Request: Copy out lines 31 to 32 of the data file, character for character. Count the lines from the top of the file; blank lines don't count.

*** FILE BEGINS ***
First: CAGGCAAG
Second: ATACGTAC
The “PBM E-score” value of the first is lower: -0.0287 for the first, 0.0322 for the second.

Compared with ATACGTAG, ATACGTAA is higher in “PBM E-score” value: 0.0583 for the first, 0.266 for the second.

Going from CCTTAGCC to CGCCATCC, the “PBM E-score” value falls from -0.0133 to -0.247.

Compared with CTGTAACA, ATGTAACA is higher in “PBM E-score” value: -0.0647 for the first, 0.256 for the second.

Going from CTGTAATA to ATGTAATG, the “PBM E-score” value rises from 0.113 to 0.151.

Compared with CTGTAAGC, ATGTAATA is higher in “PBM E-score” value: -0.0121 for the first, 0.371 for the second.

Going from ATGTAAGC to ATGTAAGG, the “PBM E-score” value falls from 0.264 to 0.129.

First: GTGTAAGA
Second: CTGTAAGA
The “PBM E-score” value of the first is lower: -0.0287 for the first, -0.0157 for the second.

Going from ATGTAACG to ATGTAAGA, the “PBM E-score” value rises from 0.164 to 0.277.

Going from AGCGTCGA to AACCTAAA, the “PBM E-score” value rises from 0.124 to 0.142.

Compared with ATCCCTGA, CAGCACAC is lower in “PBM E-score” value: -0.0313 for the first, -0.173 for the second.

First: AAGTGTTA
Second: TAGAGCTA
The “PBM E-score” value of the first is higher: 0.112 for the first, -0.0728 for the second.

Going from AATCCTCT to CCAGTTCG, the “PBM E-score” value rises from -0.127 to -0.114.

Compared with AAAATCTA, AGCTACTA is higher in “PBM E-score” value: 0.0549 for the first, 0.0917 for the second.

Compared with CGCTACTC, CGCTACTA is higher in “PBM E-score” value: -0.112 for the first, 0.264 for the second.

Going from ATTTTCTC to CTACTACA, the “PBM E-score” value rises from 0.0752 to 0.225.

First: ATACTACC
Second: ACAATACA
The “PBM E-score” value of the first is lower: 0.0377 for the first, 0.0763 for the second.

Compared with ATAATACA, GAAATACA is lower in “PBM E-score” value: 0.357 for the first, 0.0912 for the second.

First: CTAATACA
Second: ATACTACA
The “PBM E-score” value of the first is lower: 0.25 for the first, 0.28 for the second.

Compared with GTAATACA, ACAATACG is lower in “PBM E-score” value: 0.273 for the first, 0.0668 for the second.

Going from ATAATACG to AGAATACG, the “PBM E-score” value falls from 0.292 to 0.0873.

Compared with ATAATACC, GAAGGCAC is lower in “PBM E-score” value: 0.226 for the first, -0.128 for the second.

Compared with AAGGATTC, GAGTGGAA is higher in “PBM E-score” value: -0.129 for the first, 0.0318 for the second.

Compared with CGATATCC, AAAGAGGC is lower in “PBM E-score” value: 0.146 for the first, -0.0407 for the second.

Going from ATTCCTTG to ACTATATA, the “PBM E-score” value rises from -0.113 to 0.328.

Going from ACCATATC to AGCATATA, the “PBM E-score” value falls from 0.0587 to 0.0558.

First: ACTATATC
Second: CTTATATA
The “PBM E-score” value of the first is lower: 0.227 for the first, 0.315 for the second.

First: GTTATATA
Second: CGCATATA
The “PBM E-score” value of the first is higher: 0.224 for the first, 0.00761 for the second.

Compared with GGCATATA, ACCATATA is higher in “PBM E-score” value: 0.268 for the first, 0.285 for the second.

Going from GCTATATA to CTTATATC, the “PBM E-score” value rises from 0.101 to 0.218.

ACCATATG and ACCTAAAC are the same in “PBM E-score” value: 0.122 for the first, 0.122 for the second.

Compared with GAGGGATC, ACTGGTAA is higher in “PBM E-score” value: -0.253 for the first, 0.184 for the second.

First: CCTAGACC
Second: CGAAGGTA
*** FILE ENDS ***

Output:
Going from ATAATACG to AGAATACG, the “PBM E-score” value falls from 0.292 to 0.0873.

Compared with ATAATACC, GAAGGCAC is lower in “PBM E-score” value: 0.226 for the first, -0.128 for the second.